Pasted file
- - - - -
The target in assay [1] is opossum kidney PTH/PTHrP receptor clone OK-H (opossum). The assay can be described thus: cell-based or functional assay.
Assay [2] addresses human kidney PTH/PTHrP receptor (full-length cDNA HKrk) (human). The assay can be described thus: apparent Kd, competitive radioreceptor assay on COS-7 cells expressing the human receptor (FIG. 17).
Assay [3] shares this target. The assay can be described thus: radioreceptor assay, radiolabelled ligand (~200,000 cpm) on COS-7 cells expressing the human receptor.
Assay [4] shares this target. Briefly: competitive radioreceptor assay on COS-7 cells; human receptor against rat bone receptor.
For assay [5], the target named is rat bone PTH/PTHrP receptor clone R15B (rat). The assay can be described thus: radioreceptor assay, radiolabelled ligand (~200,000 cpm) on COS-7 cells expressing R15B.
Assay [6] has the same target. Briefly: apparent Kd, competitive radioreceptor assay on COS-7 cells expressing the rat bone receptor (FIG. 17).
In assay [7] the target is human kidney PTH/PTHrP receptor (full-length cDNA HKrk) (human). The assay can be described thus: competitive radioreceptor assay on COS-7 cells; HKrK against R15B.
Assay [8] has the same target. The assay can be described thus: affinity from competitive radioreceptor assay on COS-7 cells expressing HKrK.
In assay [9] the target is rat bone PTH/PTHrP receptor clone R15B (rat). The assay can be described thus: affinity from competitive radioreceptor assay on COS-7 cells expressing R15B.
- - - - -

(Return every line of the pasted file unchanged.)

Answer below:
The target in assay [1] is opossum kidney PTH/PTHrP receptor clone OK-H (opossum). The assay can be described thus: cell-based or functional assay.
Assay [2] addresses human kidney PTH/PTHrP receptor (full-length cDNA HKrk) (human). The assay can be described thus: apparent Kd, competitive radioreceptor assay on COS-7 cells expressing the human receptor (FIG. 17).
Assay [3] shares this target. The assay can be described thus: radioreceptor assay, radiolabelled ligand (~200,000 cpm) on COS-7 cells expressing the human receptor.
Assay [4] shares this target. Briefly: competitive radioreceptor assay on COS-7 cells; human receptor against rat bone receptor.
For assay [5], the target named is rat bone PTH/PTHrP receptor clone R15B (rat). The assay can be described thus: radioreceptor assay, radiolabelled ligand (~200,000 cpm) on COS-7 cells expressing R15B.
Assay [6] has the same target. Briefly: apparent Kd, competitive radioreceptor assay on COS-7 cells expressing the rat bone receptor (FIG. 17).
In assay [7] the target is human kidney PTH/PTHrP receptor (full-length cDNA HKrk) (human). The assay can be described thus: competitive radioreceptor assay on COS-7 cells; HKrK against R15B.
Assay [8] has the same target. The assay can be described thus: affinity from competitive radioreceptor assay on COS-7 cells expressing HKrK.
In assay [9] the target is rat bone PTH/PTHrP receptor clone R15B (rat). The assay can be described thus: affinity from competitive radioreceptor assay on COS-7 cells expressing R15B.